In the latest incident, a 13-year-old domestic help was rescued from Sector 67 after members of the employer’s family allegedly beat her up and held her captive in a room with their mouths taped. In response, officials from various departments including law, labor, and health are working together to create a charter of rights aimed at protecting the interests of domestic workers, Times of India reported.
The framework, expected to be completed by the end of this week, will outline minimum wages, working conditions, age restrictions, and other requirements that employers must adhere to. Deputy Commissioner Nishant Yadav told ToI that the administration is studying charters implemented by foreign governments like the UK and seeking legal advice from experts to ensure the effectiveness of the charter that will also specify minimum working hours even for the staff that reside at their employer’s house 24×7.
Yadav expressed concern over the safety of those who migrate to urban areas in search of livelihood opportunities, highlighting the mistreatment faced by domestic employees, particularly in high-rise buildings. To address this, residential welfare associations (RWAs) will be asked to collect data on domestic employees working in their societies.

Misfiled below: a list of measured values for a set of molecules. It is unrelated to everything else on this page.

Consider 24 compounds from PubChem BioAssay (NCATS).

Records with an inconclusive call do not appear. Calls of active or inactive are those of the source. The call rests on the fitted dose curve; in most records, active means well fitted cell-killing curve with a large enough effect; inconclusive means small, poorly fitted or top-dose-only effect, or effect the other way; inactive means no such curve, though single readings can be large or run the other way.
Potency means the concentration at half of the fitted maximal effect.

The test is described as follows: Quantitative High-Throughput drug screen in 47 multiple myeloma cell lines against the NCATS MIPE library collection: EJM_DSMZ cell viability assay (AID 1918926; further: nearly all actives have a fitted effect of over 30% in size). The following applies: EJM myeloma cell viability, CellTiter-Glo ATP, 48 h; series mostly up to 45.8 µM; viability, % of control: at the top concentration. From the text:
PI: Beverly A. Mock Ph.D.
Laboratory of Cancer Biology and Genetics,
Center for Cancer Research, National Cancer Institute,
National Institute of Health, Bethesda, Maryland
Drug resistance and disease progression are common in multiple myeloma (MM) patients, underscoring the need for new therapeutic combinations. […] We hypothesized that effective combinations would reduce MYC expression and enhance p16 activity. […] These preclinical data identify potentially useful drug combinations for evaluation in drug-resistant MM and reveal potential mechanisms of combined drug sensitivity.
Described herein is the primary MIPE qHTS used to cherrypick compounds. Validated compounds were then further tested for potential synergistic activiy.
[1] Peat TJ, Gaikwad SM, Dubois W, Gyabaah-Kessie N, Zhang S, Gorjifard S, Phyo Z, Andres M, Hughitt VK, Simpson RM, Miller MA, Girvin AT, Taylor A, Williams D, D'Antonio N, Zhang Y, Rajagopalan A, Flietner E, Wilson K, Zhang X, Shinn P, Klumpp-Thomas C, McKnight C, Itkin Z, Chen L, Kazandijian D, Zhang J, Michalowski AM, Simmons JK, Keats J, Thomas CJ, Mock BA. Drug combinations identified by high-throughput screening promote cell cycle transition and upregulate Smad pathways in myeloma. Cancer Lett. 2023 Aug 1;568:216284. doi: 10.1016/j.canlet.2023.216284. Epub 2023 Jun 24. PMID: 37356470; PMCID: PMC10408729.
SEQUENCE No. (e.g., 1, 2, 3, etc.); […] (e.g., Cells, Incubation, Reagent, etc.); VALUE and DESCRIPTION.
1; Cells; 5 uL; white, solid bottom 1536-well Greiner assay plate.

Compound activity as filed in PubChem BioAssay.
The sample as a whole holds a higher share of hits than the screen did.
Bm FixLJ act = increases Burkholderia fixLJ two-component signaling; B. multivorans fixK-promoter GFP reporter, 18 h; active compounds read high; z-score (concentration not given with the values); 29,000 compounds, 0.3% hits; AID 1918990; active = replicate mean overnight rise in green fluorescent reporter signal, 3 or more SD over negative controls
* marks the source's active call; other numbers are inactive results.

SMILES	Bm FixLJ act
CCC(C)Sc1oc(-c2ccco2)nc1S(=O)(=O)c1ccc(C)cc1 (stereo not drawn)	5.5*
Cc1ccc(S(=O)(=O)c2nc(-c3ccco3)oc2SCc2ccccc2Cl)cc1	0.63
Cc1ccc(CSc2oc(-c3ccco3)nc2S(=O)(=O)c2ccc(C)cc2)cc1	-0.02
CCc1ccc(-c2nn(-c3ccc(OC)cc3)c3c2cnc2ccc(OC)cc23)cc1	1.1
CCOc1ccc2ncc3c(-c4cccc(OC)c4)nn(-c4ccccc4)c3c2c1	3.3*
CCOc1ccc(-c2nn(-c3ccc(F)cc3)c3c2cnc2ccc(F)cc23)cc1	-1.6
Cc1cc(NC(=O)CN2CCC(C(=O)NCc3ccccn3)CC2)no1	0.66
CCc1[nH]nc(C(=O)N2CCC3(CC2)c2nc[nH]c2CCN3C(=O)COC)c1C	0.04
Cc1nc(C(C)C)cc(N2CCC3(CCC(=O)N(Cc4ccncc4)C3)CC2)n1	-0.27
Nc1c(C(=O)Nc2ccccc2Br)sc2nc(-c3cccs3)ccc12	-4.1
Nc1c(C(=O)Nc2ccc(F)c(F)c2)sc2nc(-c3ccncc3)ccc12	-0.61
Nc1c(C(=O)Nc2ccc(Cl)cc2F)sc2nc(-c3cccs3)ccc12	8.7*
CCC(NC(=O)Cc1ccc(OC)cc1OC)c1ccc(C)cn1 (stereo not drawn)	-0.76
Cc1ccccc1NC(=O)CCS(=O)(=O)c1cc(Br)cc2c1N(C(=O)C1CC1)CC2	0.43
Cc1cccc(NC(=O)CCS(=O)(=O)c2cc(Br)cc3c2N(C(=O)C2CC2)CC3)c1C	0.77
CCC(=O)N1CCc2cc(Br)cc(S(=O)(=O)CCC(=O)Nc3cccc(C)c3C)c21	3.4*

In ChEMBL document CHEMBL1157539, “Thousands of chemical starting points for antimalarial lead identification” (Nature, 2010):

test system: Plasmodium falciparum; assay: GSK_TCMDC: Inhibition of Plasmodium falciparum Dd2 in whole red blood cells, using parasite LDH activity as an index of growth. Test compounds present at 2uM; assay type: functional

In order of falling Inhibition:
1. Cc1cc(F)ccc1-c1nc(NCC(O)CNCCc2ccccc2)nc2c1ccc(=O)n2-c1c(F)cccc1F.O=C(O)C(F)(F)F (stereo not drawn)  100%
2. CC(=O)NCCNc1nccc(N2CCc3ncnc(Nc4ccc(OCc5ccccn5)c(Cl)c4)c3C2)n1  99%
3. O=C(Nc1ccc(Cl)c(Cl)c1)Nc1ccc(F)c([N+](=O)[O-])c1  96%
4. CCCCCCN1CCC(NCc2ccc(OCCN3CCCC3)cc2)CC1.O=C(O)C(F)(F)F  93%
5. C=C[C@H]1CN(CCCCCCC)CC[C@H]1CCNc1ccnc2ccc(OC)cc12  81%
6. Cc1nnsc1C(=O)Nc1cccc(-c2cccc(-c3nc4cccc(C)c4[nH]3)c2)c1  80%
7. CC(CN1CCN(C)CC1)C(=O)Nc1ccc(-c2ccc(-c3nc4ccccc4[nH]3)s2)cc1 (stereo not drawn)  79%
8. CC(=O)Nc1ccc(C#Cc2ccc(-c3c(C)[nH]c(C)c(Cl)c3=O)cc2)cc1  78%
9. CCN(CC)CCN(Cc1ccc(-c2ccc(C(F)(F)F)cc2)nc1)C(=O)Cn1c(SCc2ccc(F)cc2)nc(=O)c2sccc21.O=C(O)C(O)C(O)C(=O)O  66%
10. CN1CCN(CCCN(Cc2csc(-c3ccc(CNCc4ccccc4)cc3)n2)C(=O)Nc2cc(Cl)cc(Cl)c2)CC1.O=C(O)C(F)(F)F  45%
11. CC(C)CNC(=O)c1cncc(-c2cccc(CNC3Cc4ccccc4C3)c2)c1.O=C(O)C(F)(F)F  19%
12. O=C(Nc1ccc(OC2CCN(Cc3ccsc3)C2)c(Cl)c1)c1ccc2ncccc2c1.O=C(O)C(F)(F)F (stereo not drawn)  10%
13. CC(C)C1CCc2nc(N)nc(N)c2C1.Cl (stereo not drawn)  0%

The district administration aims to establish a comprehensive database, enhancing the existing policy of police verification before employment. Once the charter is finalized, it will be distributed among RWAs, societies, officials, and individuals. This initiative comes in the wake of several cases of abuse, exploitation, and trafficking of domestic helpers in Delhi-NCR.
Experts emphasize that in the absence of any lack of regulation, employers often take advantage of vulnerable families seeking employment opportunities. Deepika Narayan, a rights activist, hailed the charter as a pressing need in the current scenario.
Narayan also highlighted the need to educate domestic employees about accessing government medical facilities for regular check-ups to ensure their well-being. Currently, domestic workers in India are covered under the Unorganised Workers’ Social Security Act and the Sexual Harassment at Workplace Act. In 2016, the Domestic Workers Welfare and Social Security Bill was tabled in Parliament but it was never enacted.
While the Domestic Workers Welfare and Social Security Bill was proposed in 2016, it has not been enacted. However, a few states like Maharashtra have taken measures to establish welfare boards for domestic workers.